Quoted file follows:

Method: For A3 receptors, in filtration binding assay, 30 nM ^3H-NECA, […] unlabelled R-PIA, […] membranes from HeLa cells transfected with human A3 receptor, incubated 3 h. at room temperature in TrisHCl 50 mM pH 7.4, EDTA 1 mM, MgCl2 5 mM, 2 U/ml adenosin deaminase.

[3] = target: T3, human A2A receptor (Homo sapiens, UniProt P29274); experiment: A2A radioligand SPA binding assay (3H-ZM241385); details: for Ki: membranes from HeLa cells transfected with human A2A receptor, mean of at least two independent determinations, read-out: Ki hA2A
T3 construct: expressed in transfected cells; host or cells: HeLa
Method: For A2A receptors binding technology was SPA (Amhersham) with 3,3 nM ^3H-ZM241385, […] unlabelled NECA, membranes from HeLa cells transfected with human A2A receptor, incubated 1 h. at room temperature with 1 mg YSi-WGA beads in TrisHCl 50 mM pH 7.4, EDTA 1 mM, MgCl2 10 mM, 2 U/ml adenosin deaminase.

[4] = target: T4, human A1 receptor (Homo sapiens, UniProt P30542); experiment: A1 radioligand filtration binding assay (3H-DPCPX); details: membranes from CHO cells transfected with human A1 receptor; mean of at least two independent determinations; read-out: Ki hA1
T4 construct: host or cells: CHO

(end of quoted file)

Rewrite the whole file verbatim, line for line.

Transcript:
Method: For A3 receptors, in filtration binding assay, 30 nM ^3H-NECA, […] unlabelled R-PIA, […] membranes from HeLa cells transfected with human A3 receptor, incubated 3 h. at room temperature in TrisHCl 50 mM pH 7.4, EDTA 1 mM, MgCl2 5 mM, 2 U/ml adenosin deaminase.

[3] = target: T3, human A2A receptor (Homo sapiens, UniProt P29274); experiment: A2A radioligand SPA binding assay (3H-ZM241385); details: for Ki: membranes from HeLa cells transfected with human A2A receptor, mean of at least two independent determinations, read-out: Ki hA2A
T3 construct: expressed in transfected cells; host or cells: HeLa
Method: For A2A receptors binding technology was SPA (Amhersham) with 3,3 nM ^3H-ZM241385, […] unlabelled NECA, membranes from HeLa cells transfected with human A2A receptor, incubated 1 h. at room temperature with 1 mg YSi-WGA beads in TrisHCl 50 mM pH 7.4, EDTA 1 mM, MgCl2 10 mM, 2 U/ml adenosin deaminase.

[4] = target: T4, human A1 receptor (Homo sapiens, UniProt P30542); experiment: A1 radioligand filtration binding assay (3H-DPCPX); details: membranes from CHO cells transfected with human A1 receptor; mean of at least two independent determinations; read-out: Ki hA1
T4 construct: host or cells: CHO